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Oct 21, 1996

October 21, 1996 -- National Semiconductor Corporation® today announced the first members of its Channel Link chip family for high-speed interconnect in telecommunications and data communications applications. Channel Link devices can be used for high-bandwidth (up to 1.12 Gbit/second) point-to-point links within a system and also for short (<10m) box-to-box connections such as stackable hubs and inter-rack / shelf cabling.

In current telecom and datacom system designs, transporting signals within a system and from system to system is an ever increasing challenge. Traditional point-to-point interconnect technologies (such as RS-232 or RS-422) do not have the bandwidth to move large amounts of data, such as video and 3-D graphics, from system to system. And newer high-speed serial buses, such as IEEE 1394, PECL or Fibre Channel, are often expensive and/or require high power.

Based on Low Voltage Differential Signaling (LVDS) technology, Channel Link gives system designers a high speed point-to-point interconnect solution that stays within tight power and budget parameters. The low swing, differential nature of LVDS also reduces noise and emissions. This means less filtering is required to waveshape the transmitted data and results in a lower system cost. Compared to PECL, the saving in cost and power is about two-thirds with Channel Link.

"LVDS's low swing, current mode signaling technology offers a combination high speed, low power and low noise."said Doug Turnage, Director of Interface Marketing. "Channel Link takes advantage of LVDS's speed to significantly reduce cable and connector costs by taking 24 to 28 bits of TTL data and moving it through only four or five LVDS channels."

Channel Link Family Features
Channel Link devices are implemented in CMOS technology and are extremely power efficient (Max Icc <80 mA). In addition, by eliminating the protocol layer, Channel Link offers a much simpler point-to-point interconnect than alternatives. This makes it an ideal solution for proprietary internal system connections.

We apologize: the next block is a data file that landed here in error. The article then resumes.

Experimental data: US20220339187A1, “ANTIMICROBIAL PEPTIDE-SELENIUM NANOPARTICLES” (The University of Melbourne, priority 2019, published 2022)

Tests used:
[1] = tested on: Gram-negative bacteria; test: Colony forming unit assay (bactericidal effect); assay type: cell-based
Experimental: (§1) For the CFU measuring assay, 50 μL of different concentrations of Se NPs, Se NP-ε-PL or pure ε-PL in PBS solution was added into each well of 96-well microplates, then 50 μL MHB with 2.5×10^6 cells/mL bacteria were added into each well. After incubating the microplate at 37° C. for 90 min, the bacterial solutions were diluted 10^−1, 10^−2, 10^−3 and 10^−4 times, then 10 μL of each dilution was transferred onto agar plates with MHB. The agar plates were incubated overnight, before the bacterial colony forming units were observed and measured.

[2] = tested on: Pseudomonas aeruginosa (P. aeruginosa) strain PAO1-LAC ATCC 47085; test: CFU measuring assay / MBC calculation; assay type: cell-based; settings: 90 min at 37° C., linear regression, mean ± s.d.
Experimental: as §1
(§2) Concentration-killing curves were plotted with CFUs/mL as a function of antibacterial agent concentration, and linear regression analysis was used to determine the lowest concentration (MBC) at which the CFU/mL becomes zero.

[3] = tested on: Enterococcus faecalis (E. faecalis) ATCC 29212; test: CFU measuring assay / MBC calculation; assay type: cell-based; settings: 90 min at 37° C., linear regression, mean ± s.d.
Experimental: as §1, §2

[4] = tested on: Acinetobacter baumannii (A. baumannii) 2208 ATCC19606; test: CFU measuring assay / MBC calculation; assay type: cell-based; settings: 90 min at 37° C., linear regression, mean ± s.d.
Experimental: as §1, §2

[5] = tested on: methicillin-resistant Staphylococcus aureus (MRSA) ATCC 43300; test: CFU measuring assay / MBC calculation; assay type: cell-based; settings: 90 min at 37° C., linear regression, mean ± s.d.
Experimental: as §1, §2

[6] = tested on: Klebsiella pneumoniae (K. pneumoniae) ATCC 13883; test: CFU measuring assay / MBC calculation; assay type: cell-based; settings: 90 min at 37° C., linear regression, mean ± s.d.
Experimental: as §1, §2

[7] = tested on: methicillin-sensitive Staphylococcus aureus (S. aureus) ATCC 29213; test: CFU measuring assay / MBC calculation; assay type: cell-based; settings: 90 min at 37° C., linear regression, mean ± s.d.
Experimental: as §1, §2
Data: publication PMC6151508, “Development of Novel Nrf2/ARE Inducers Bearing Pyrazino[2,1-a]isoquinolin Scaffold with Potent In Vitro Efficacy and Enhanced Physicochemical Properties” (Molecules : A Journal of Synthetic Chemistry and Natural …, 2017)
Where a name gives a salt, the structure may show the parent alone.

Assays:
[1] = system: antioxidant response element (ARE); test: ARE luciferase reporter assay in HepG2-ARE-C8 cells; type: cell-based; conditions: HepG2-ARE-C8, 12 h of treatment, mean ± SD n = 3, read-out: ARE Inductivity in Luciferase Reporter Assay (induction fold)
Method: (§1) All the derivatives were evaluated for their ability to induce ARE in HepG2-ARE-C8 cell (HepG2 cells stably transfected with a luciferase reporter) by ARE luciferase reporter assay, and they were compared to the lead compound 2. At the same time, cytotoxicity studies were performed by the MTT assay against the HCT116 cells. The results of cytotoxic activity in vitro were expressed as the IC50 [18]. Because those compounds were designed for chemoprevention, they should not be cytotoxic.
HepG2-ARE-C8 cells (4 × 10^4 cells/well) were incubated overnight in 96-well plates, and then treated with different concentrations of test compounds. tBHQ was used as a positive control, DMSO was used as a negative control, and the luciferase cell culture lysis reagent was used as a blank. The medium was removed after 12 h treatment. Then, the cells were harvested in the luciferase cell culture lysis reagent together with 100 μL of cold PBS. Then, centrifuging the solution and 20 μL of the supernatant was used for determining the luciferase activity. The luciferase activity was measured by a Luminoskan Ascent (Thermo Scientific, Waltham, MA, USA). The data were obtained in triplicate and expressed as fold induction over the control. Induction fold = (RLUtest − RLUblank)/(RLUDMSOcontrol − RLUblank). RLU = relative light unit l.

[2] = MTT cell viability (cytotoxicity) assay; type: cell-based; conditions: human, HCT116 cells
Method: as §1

The first two chipsets in the Channel Link family are the DS90CR211/212 and the DS90CR281/282. Key features include power-down mode, common mode noise rejection (+/- 1V), 345mV swing for low EMI, and PLLs that require no external components.

The DS90CR211/212 chipset offers an 840 Mbit/second bandwidth and four pairs of bus lines which reduce cable size. The DS90CR281/282 chipset offers a 1.12 Gbit/second bandwidth over 10 bus lines.

Price and Availability
The DS90CR211/212MTD chipset comes in a 48-lead TSSOP package and is priced at $7.75 for each chip in 1,000-piece quantities. The DS90CR281/282MTD devices come in 56-lead TSSOP packages and are priced at $7.95 for each chip in 1,000-piece quantities.

National Semiconductor produces analog and mixed signal based silicon solutions for the information highway, communications, consumer and industrial markets. National Semiconductor is headquartered in Santa Clara, California, and has 19,000 employees worldwide. In fiscal 1996, the company reported sales of $2.6 billion. Additional company information is available on the World Wide Web at www. national.com.